The Mad Minute Challenge: A TFB Contest

    To fully immerse yourself in history, sometimes you have to go out and make some yourself. With this in mind, we at TFB are announcing our Mad Minute Contest. Rules will for the contest will be laid out below, but first what is a Mad Minute? For that, we turn to Matt of Historical Firearms:

    The Mad Minute

    Marksmanship training in the British Army involved an exercise known as the ‘Mad Minute’ in which a soldier was expected to fire at, and hit, a 12″ target 300 yards out at least 15 times.   A trained rifleman could hit the target 30+ times with his Short Magazine Lee-Enfield Rifle.   At the turn of the century the British Army was the most professional in the world with each soldier trained to be an expert marksman.  During the musketry classifications shoots of recruits there were three stages, one being the Mad Minute, shot at various ranges if this was completed with a high enough score the soldier would be classified a Marksman and given a crossed rifles badge and a 6 pence a day increase in pay – so it paid to be a good shot.

    As such when the First World War began the average British rifleman could out shoot his German and French counterparts.  At the Battle of Mons it was well documented that German infantry believed they were facing British battalions heavily equipped with machine guns rather than riflemen.

    The first and confirmed record for the most hits on target during a ’Mad Minute’  was set by Sgt-Major Jesse Wallingford – 36 hits at 300 yards in 1 minute in 1908.  However, this was allegedly bettered in 1914, by Sergeant-Instructor Alfred Snoxall with 38 hits in 60 seconds.  It has not been beaten since although there is little documentary evidence of the feat readily available. Hitting the target 38 times would require him to fire the 10 rounds pre-loaded in the SMLE’s magazine and then reload 6 times with 5 round stripper clips.   Add onto this that the rifle was a single shot, bolt action rifle which required the user to push up and retract the bolt and then return it forward pushing a new round into the chamber, then aiming and fire.  All while maintaining his cheek weld and line of sight.  This means Snoxall must have averaged around 1.5 seconds per shot to hit the target 38 times in a minute. Quite a feat.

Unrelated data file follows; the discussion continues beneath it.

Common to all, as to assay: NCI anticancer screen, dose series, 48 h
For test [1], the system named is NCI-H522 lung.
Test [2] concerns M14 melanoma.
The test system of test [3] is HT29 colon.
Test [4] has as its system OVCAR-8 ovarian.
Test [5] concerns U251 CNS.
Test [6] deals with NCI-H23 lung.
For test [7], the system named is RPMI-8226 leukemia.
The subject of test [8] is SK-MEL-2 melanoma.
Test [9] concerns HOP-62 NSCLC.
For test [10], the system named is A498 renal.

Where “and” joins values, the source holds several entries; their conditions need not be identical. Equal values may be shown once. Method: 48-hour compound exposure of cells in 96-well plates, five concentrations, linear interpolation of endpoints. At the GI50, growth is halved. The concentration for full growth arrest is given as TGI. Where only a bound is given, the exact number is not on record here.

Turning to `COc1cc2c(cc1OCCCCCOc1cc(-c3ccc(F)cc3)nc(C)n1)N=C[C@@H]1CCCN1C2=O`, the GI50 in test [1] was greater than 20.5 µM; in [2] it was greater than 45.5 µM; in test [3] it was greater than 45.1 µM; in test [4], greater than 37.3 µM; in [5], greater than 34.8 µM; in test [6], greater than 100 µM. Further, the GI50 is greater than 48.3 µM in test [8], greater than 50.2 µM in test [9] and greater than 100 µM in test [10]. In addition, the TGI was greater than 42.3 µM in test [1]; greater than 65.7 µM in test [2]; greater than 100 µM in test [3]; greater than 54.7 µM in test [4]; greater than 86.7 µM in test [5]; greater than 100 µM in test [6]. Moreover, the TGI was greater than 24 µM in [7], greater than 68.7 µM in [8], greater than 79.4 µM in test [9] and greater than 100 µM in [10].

Watch the above video if you have not already.

    The competition rules ….

    1. You must use a bolt-action Enfield rifle (any variant listed on this Wikipedia article is allowed).
    2. The rifle must have a fixed 10 round (or lower capacity) magazine. The magazine cannot be removed during the course of fire.
    3. You must use a 12″ target.
    4. You must be no closer than 100 yards from the target.
    5. Any shooting position is allowed, but rifle cannot be supported. The use of a bench is not allowed. A sling is allowed to be used.
    6. You must use iron sights.
    7. The winner is the shooter with the most rounds on target during a 60 second interval.
    8. If there is a tie, the shooter with the least misses will win, and if there is still a tie, the shooter with the most accurate shots will win.
    9. You must submit a video showing you attempting the challenge, a separate photo of the target and a separate photo of the rifle used.
    10. We will make a compilation videos showing contestants attempting the challenge. The video and photos you submit may be used in this video or on TFB.
    11. The competition is open to readers worldwide.
    12. Your entry must be submitted before 15 June 2015.
    13. The winner will receive an original copy of the Musketry Regulations (Steve found it at a bookstore in the UK).
    14. To enter the competition fill out the form below. We will email all contestants in June explaining how to submit your video and photos.
    Nathaniel F

    Nathaniel is a history enthusiast and firearms hobbyist whose primary interest lies in military small arms technological developments beginning with the smokeless powder era. He can be reached via email at [email protected]